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Do jobs in the Canadian auto industry rely on government support?

This week, Prime Minister Justin Trudeau was in Windsor, Ontario, my hometown, to announce that his government is giving more money to Stellantis, the automaker that owned the former Chrysler minivan plant in Windsor. Joined by Ontario Premier Doug Ford, Trudeau said the two levels of government would give the company about C$1 billion to help retool that plant as well as one in Brampton, Ont. , as they turn to making electric vehicles.

This was just one of many recent announcements from the federal government and Ontario that disclosed funding for automakers. At the end of March, Stellantis and LG, the South Korean electronics giant, received $5 billion to build an electric vehicle battery factory in Windsor, in what the government called “the biggest investment in the Canadian automotive industry”.

But that was not all. About a month ago, General Motors received $518 million for two Ontario plants, one of which is being converted to make all-electric delivery vans. And in March, the two governments donated $263 million for Honda’s two Ontario assembly lines.

“Through the agreements we have reached with automakers over the past few months, we are supporting autoworkers across the country,” said Mr. Trudeau. said Thursday on Twitter. “We are securing over 16,000 good middle class jobs.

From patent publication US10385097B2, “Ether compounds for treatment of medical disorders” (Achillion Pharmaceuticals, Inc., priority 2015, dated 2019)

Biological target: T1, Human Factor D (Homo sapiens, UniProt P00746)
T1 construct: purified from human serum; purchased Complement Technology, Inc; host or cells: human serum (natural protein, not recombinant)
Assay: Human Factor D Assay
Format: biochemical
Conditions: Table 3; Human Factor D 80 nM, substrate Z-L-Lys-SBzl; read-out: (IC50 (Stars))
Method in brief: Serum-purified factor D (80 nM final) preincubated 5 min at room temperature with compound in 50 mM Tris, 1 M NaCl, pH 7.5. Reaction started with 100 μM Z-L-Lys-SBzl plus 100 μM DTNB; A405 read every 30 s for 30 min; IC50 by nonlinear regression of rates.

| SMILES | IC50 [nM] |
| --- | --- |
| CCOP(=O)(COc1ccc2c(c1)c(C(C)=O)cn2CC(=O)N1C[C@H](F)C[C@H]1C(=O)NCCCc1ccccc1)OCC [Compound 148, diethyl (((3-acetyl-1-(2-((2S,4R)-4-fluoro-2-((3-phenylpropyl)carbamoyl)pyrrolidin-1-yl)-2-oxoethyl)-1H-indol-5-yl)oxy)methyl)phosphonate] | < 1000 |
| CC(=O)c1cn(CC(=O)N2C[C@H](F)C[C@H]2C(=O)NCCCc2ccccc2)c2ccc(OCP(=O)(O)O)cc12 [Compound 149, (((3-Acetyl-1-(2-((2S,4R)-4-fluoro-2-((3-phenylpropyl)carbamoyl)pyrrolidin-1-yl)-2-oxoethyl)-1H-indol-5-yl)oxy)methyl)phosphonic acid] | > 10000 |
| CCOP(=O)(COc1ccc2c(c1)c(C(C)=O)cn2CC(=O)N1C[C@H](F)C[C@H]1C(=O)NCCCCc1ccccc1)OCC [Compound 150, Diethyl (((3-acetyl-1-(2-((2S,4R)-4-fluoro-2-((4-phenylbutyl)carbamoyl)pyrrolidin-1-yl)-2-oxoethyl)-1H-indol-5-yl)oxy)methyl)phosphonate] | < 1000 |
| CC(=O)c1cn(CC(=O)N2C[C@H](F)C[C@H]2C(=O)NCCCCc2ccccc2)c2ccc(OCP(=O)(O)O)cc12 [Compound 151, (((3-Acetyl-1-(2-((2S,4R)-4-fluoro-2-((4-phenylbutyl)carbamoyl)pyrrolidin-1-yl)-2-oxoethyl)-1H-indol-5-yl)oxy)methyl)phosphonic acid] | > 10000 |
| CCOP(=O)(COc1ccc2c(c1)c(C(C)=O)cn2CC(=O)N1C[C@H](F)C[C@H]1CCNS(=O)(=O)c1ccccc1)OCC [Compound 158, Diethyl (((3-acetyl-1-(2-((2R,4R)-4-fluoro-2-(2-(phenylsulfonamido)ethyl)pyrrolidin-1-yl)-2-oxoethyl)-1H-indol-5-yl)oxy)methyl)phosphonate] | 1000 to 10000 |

It is not uncommon for governments around the world to heavily subsidize auto manufacturing jobs, as Ontario and the federal government have done, since auto plants can stimulate the economy, generate tax revenue and generally pay employees well.

This week, I spoke with Greig Mordue, Chair of Advanced Manufacturing Policy and Associate Professor of Engineering at McMaster University, who offered some caveats about government assistance, both both federal and provincial, has brought to the industry and the repercussions of the latest announcements.

He has experienced the grant process both as an advisor to governments and as general manager of Toyota Motor Manufacturing Canada, which operates two plants in southern Ontario.

“All the actors spend a lot of time talking about the automotive renaissance in Canada and I understand why they do it,” he told me. “But no matter how you cut it, the industry has gone backwards over the last 20 years and all of these recent announcements, while welcome, add nothing.”

For an upcoming contribution to an academic book on the North American auto industry, Mordue calculated that Ontario and the federal government have given automakers C$9.1 billion since 2000. The level of employment and production he calculated is not encouraging, he said. In 2000, auto plants in Ontario employed 54,000 people, who produced three million vehicles. In 2020, despite government investment, the factories only employed 37,000 people, manufacturing around 1.1 million vehicles.

The future of the Canadian auto industry darkened, Mr. Mordue told me, some 22 years ago when automakers realized they could produce their most expensive luxury models in Mexico with the same levels of quality as factories anywhere else in the world, including Canada. Since then, he said, “Canada has seized its source of competitive advantage.”

Mexico, on the other hand, has an overwhelming advantage when it comes to labor costs. The money donated to Honda, he estimates, will cover six months of wages and benefits for the 4,000 workers in Alliston, Ont. In contrast, it would take 6 to 10 years for a Mexican factory to rack up a similar labor bill.